Alisyn. CAMEROTA: And, Barbara, just remarkable to hear him say out loud, you know, I made a mistake, I shouldn't have done this, I'm paraphrasing, but a public apology seems to be out of favor in some quarters and so it was just remarkable to hear all of that from him.

Thank you very much.

STARR: Sure.

CAMEROTA: So one NFL coach says he regrets not signing Colin Kaepernick and at least one other team is interested in bringing him back.


So we have all the details in the "Bleacher Report," next.


BERMAN: So will Colin Kaepernick finally get a job back in the NFL this season? According to one head coach, he is drawing some interest.

Andy Scholes with more now in the "Bleacher Report."

This would be big, Andy.


And, you know, Colin Kaepernick hasn't played in the NFL since that 2016 season, which is when he began kneeling to protest social injustice and police brutality.


Now, in 2017, Seahawks Head Coach Pete Carroll says they almost signed Kaepernick and he now regrets not doing so. Carroll says his team is set for now, but another team did give him a call about Kaepernick.


PETE CARROLL, SEATTLE SEAHAWKS HEAD COACH: After all of the time that, you know, the years that have passed, I never received a phone call about -- about him. I never talked to another head coach about it. I never talked to anybody about it. Until today. I got a phone call today. I'm not (ph) going to tell you who it was. I got a phone call today in asking and inquiring about the situation. So I know, you know, somebody's interested.


SCHOLES: All right, well, we'll have to wait and see.

Now, one week after Roger Goodell pledged to support players fighting for social injustice, the league says it is going to donate $250 million over the next 10 years to fight systemic racism. The league says the money is going to go towards addressing key issues like criminal justice reform and educational advancements.

All right, the PGA tour, meanwhile, returning yesterday for the first time since March. The 8:46 a.m. tee time was left open. At the time, the entire field in Texas stopped to stop play and they bowed their heads in a moment of silence to honor George Floyd, 8 minutes and 46 seconds representing the amount of time Officer Chauvin kneeled on Floyd's neck, killing him.

And, Alisyn, there is going to be that same moment of silence every single round of this tournament at the same time, 8:46, to pay respect to George Floyd.

CAMEROTA: I mean when you're silent for 8 minutes and 46 seconds, you realize how long 8 minutes and 46 seconds is.

Andy, thank you very much.

So Hollywood is responding to the nationwide calls for reforming police. Two hit reality shows were canceled this week and TV police dramas, even the popular kids show "Paw Patrol" are under new scrutiny.

CNN's Tom Foreman has more.


TOM FOREMAN, CNN CORRESPONDENT (voice over): From the "Law and Order" franchise, to "NCIS," to "Blue Bloods," police dramas as iconic, hugely popular and now under intense fire from activists who say these shows far too readily portray cops as good and trustworthy, while undermining real life claims of systemic racism and abuse.

RASHAD ROBINSON, EXECUTIVE DIRECTOR, COLOR OF CHANGE: These shows, for years, have normalizing injustice.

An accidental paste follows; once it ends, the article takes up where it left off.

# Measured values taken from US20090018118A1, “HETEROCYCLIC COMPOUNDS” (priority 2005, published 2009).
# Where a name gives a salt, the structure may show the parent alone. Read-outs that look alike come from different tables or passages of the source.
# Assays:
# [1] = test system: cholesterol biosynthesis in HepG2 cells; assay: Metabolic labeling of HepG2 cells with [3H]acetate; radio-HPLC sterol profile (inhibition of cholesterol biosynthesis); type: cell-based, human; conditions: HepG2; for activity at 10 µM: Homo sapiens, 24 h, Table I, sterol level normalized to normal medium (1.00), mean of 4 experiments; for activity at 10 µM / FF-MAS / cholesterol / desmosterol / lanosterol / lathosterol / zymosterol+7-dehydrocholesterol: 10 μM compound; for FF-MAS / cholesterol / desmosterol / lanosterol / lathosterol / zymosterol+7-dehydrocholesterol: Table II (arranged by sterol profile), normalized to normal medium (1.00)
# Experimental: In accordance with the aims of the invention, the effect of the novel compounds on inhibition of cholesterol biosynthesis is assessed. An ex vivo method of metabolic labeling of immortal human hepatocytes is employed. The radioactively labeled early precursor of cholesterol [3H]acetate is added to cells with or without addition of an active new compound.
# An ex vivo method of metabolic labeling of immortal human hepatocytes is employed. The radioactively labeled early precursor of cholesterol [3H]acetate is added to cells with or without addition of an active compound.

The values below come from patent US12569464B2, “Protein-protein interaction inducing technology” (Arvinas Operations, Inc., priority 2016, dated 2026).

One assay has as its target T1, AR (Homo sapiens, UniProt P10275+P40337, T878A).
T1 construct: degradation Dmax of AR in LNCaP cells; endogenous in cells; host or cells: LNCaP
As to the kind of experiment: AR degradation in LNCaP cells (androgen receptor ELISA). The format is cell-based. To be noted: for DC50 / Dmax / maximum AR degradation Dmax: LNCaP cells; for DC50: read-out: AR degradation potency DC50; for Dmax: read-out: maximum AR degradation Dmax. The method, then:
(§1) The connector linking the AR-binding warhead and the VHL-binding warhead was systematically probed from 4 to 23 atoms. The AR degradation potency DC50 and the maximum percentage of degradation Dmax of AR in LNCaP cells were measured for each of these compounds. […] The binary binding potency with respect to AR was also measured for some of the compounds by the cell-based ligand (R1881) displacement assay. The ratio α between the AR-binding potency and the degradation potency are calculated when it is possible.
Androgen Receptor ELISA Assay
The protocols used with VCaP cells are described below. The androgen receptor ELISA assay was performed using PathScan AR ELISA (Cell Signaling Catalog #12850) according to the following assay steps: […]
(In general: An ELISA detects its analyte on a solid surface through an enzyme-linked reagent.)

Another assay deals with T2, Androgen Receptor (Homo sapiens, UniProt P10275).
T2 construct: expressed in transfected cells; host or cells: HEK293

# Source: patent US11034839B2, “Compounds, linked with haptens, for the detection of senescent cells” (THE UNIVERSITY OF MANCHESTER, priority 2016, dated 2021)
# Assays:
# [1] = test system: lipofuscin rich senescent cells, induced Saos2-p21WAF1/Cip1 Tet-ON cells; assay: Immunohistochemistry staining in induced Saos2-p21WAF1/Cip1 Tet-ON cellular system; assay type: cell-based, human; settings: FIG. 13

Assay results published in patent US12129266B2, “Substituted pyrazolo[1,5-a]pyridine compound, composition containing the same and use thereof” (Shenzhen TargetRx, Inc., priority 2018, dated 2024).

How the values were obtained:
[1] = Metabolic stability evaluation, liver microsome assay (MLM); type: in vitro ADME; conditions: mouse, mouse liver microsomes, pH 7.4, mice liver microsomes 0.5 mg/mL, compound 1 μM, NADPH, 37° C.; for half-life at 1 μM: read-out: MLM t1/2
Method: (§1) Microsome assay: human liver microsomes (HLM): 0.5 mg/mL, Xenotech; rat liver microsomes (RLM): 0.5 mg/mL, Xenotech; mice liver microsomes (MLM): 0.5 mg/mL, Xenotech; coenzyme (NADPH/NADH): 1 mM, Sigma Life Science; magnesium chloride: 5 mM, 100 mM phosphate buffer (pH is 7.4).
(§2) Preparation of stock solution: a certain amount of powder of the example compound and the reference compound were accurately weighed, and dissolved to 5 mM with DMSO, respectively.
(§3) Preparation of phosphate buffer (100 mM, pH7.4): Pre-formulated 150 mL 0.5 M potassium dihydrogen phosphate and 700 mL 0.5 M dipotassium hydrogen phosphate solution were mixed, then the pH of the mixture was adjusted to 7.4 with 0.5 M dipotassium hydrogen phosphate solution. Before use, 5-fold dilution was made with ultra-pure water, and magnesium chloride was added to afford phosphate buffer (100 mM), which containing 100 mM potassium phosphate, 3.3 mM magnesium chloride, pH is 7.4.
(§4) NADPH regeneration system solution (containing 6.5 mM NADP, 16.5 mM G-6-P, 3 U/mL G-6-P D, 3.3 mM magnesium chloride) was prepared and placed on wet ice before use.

FOREMAN: Rashad Robinson is the executive director of Color of Change, an activist group which is leading the charge. And he points out that TV dramas routinely buy into the trope of the bad apple cop but almost never go further.

ROBINSON: They oftentimes show a world where black and brown people exist, but racism and particularly structural racism doesn't exist at all.

FOREMAN: Reality shows have so far been the easiest targets. "Cops" has been canceled after three decades of wild success.

UNIDENTIFIED MALE: Sit down. Sit down.

FOREMAN: And furious complaints about glorification of police violence. Now, "Live PD" has also been pulled off the air to the surprise and dismay of the host.

DAN ABRAMS, HOST, "LIVE PD": I'm disappointed, frustrated. I fought very hard to try to keep the show on the air. I thought there was a way to have a national discussion on the show about policing. FOREMAN: Not likely according to Color of Change, which says crime

television encourages the public to accept the norms of over-policing and excessive force and reject reform while supporting the exact behavior that destroys the lives of black people.. And in the highly popular and lucrative world of police shows, they suggest that goes all the way down to kids programs like "Paw Patrol."

MARISKA HARGITAY, ACTRESS, "LAW AND ORDER SVU": I can't trust you right now.

FOREMAN: But do these made-up stories really make a difference? Consider this, a 2015 study found viewers of crime dramas are more likely to believe the police are successful at lowering crime, use force only when necessary, and that misconduct does not typically lead to false confessions.


FOREMAN: What's more, that study found when TV cops use excessive force or violate civil rights, and they do that a lot, it is portrayed by a wide margin as not merely effective, but also justified.

John. Alisyn.

CAMEROTA: Tom, I'll take it. Thank you very much.

NEW DAY continues right now.


UNIDENTIFIED MALE: After protesting against police brutality, the Trump administration is preparing an executive order on police reform.

DONALD TRUMP, PRESIDENT OF THE UNITED STATES: You always have a bad apple. No matter where you go, you have bad apples. And I can tell you, there are not too many of them in the police department.

UNIDENTIFIED MALE: Any serious person who wants to be honest about these issues understands that there is systemic racism not only in police institutions, but in most of our American institutions.

UNIDENTIFIED FEMALE: I am more concerned about Covid-19 in South Carolina than I have ever been before.

UNIDENTIFIED MALE: By October 1, they now project that nearly 170,000 Americans will be dead, killed by Covid.



ANNOUNCER: This is NEW DAY with Alisyn Camerota and John Berman.

CAMEROTA: We want to welcome our viewers.